I believe that there is a benefit to keeping the tests close to the tested code. I have not noticed a significant lack, however, when using junit or nunit.
 Bye,
 bearophile

Mar 19 2009
next sibling parent reply "Nick Sabalausky" <a a.a> writes:
"Christopher Wright" <dhasenan gmail.com> wrote in message 
news:gpuibc$1nrv$1 digitalmars.com...
 bearophile wrote:
 What's the advantage of:
 expect(foo(5), equals(3) | greaterThan(5));
 Compared to:
 expect(foo(5) == 3 | foo(5) > 5);

What error message should that give? The former gives: Expected: equal to 3 or greater than 5 But was: <whatever value foo(5) returned> The latter gives: Assertion error

The nice thing about D is how often it lets you, as I prefer to word it, "Eat your cake and then still have it." Attached is the assert-alternative that I use (D1/Tango). It's used like this: --------------------- module nonFatalAssertTest.main; import semitwist.util.nonFatalAssert; void main() { FatalizeAsserts(); // Main program code here } unittest { int foo = 2; // *REALLY* need a way for a template to automatically get // the file/line of instantiation. // Improvement to mixin syntax would also be nice // Also, my editor doesn't know that backticks indicate a string, // so it's still properly highlighted as code :) mixin(NonFatalAssert!(__LINE__, __FILE__, `foo == 3 || foo > 5`, "foo is bad")); mixin(NonFatalAssert!(__LINE__, __FILE__, `2 + 2 == 4`, "Basic arithmetic")); mixin(NonFatalAssert!(__LINE__, __FILE__, `false`)); } --------------------- Output of that is: --------------------- nonFatalAssertTest\main.d(16): Assert Failure (foo == 3 || foo > 5): foo is bad nonFatalAssertTest\main.d(18): Assert Failure (false) tango.core.Exception.AssertException semitwist\util\nonFatalAssert.d(62): 2 Assert Failures --------------------- Granted, this doesn't currently output foo's actual value, but it probably wouldn't be too hard to modify it to do so via std.algorithm-style trickery.
Mar 19 2009
parent "Nick Sabalausky" <a a.a> writes:
"Nick Sabalausky" <a a.a> wrote in message 
news:gpunvp$20u8$1 digitalmars.com...
 Granted, this doesn't currently output foo's actual value, but it probably
 wouldn't be too hard to modify it to do so via std.algorithm-style 
 trickery.

Done <g>. New alternate-assert module is attached. Sample usage: -------------- module nonFatalAssertTest.main; import semitwist.util.nonFatalAssert; void main() { FatalizeAsserts(); // Main program code here } unittest { int foo = 2; char[] bar = "hello"; // *REALLY* need a way for a template to automatically get // the file/line of instantiation. // Improvement to mixin syntax would also be nice // Also, my editor doesn't know that backticks indicate a string, // so it's still properly highlighted as code :) mixin(NonFatalAssert!(__LINE__, __FILE__, `foo == 3 || foo > 5`, "foo is bad")); mixin(NonFatalAssert!(__LINE__, __FILE__, `2 + 2 == 4`, "Basic arithmetic")); mixin(NonFatalAssert!(__LINE__, __FILE__, `false`)); mixin(NonFatalEnsure!(__LINE__, __FILE__, foo, `_ == 3 || _ > 5`, "ensure foo failed")); mixin(NonFatalEnsure!(__LINE__, __FILE__, foo, `_ > 0`)); mixin(NonFatalEnsure!(__LINE__, __FILE__, bar, `_ == "hola"`)); } -------------- Output: -------------- nonFatalAssertTest\main.d(21): Assert Failed (foo == 3 || foo > 5): foo is bad nonFatalAssertTest\main.d(23): Assert Failed (false) nonFatalAssertTest\main.d(25): Ensure Failed: ensure foo failed Value 'foo': Expected: _ == 3 || _ > 5 Actual: 2 nonFatalAssertTest\main.d(27): Ensure Failed Value 'bar': Expected: _ == "hola" Actual: hello tango.core.Exception.AssertException semitwist\util\nonFatalAssert.d(86): 4 Assert Failures -------------- Sorry if this comes across as thread hijacking, that wasn't my intent. My main point is that in D, we don't have to choose between having detailed assert messages and having natural syntax for assert's conditional. We can have both.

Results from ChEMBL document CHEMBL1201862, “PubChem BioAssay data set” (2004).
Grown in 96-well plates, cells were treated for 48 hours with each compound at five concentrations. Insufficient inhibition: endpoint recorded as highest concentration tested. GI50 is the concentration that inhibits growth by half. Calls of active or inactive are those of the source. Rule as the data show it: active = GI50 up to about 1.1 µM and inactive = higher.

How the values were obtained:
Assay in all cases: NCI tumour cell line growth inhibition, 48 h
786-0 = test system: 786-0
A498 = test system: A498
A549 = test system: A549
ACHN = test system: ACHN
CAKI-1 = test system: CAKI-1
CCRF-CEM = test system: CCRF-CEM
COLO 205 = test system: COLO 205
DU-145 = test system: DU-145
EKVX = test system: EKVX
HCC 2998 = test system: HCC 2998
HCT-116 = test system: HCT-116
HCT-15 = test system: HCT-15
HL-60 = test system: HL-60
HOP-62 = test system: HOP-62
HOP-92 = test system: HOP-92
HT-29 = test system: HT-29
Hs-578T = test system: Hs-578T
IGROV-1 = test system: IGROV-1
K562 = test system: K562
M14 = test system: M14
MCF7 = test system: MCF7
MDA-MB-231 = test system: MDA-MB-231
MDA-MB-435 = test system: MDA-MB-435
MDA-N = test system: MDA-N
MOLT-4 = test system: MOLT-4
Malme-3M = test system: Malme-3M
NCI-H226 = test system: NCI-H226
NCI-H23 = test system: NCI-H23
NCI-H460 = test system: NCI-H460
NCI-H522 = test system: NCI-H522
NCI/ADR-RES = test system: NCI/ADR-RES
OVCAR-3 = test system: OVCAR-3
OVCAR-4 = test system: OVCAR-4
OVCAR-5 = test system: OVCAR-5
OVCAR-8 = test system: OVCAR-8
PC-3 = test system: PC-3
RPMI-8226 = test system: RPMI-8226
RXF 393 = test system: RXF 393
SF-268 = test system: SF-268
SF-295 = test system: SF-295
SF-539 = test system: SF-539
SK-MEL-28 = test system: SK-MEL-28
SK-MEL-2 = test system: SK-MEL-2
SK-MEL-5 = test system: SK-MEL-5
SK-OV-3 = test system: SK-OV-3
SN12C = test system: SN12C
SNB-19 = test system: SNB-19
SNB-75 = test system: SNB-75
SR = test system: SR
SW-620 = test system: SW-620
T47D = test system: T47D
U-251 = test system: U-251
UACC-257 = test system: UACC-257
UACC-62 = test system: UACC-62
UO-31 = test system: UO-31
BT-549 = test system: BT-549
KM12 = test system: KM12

Mar 19 2009
prev sibling parent reply Daniel Keep <daniel.keep.lists gmail.com> writes:
Christopher Wright wrote:
 bearophile wrote:
 What's the advantage of:
 expect(foo(5), equals(3) | greaterThan(5));
 Compared to:
 expect(foo(5) == 3 | foo(5) > 5);

What error message should that give? The former gives: Expected: equal to 3 or greater than 5 But was: <whatever value foo(5) returned> The latter gives: Assertion error

What about this syntax? check!("% == 3 || % == 5")(foo(5)); This could display: Expected: (% == 3 || % == 5) for <value of foo(5)>. Then you don't have to dick about writing classes when you want to test something. Rule one of a good API: get out of my way. :D -- Daniel
Mar 19 2009
parent Christopher Wright <dhasenan gmail.com> writes:
Daniel Keep wrote:
 What about this syntax?
 
 check!("% == 3 || % == 5")(foo(5));
 
 This could display:
 
 Expected: (% == 3 || % == 5) for <value of foo(5)>.
 
 Then you don't have to dick about writing classes when you want to test
 something.  Rule one of a good API: get out of my way. :D
 
   -- Daniel

On the face of it, that seems reasonable. I'm not certain what I will do in that regard.
Mar 19 2009
prev sibling parent Robert Fraser <fraserofthenight gmail.com> writes:
bearophile wrote:
 For me it's often better to keep tests very close to the things they test. It
helps me spot and fix bugs faster, to avoid jumping across files, and when I
quickly move a block of code (function, class, template, etc) when I reorganize
the code it is less likely for me to lose its tests along the way. I think
tests are a part of a function/class/template, just like its ddocs.

Well, you can always put the Dunit tests in the same module; this was just a suggestion.
Mar 19 2009